GP commissioners will need 'significant support' to integrate services

GP commissioners will need 'significant support' if they are to make services more efficient and integrated, policy experts have warned.

Professor Chris Ham: one of the strongest messages from the report is that commissioning integrated care is ‘not easy’.
Professor Chris Ham: one of the strongest messages from the report is that commissioning integrated care is ‘not easy’.

A joint report by the Nuffield Trust and the King’s Fund said PCTs have struggled to integrate services as they have found it difficult to ‘stretch the boundaries’ within current NHS policy.

The authors warned that clinical commissioning groups (CCGs) will find it equally difficult unless they receive greater support from policy makers.

Commissioning integrated care in a liberated NHS suggests the government should re-look at payment mechanisms within the NHS, as the Payment by Results policy has not supported integration.

It says it could look at the possibility of episode-based payments where payments for a range of services relating to an episode of treatment are bundled together.

It also says capitation payments that cover all the costs of care for a defined population over a certain time period could be used, or work could be accelerated on personal health budgets to enable patients to commission care packages themselves.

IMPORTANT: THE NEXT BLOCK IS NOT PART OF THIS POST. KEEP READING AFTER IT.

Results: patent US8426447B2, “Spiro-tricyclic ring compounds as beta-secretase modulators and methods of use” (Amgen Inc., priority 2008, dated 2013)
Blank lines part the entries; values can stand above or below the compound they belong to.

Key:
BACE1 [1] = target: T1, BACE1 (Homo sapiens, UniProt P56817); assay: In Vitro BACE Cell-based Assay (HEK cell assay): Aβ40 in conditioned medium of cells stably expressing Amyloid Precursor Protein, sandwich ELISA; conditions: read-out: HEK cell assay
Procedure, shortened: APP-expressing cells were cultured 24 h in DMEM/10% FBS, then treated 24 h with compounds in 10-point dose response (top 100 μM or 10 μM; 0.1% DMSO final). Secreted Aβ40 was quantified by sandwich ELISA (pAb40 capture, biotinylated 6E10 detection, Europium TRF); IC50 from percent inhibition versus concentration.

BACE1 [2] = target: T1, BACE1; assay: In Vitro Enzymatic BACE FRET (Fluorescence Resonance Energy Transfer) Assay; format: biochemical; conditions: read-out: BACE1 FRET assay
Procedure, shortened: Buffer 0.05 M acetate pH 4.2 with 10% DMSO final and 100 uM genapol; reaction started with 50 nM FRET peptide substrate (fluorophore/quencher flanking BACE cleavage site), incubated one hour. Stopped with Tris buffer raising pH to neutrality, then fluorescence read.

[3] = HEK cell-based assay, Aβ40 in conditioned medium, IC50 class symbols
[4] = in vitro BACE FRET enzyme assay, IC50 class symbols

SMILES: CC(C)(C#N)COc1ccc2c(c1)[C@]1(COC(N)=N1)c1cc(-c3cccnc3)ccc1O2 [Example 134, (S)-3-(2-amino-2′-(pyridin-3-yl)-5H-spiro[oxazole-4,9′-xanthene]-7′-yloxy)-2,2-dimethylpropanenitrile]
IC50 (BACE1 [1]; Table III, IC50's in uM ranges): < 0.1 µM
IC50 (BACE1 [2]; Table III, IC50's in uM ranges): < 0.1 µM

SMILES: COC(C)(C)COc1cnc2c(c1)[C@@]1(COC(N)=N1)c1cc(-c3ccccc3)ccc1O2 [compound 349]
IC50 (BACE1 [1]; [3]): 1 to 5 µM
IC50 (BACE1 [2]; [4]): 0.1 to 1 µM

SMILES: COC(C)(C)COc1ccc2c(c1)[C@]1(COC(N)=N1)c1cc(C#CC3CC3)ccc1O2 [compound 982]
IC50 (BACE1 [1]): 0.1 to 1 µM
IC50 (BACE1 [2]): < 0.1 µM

The report also said the government must encourage the commissioning of integrated care by making sure the NHS Commissioning Board (NCB) provides guidance and support to help CCGs with the agenda.

Professor Chris Ham, report co-author chief executive at the King’s Fund, said one of the strongest messages from the report is that commissioning integrated care is ‘not easy’.

He said: ‘As CCGs prepare to take on responsibility for commissioning three lessons stand out. First, groups will need support from the NCB.

‘Second, the government must ensure that Monitor and the NCB support both competition and integration. Third, work is urgently needed on how to create the right incentives to support integrated care.’

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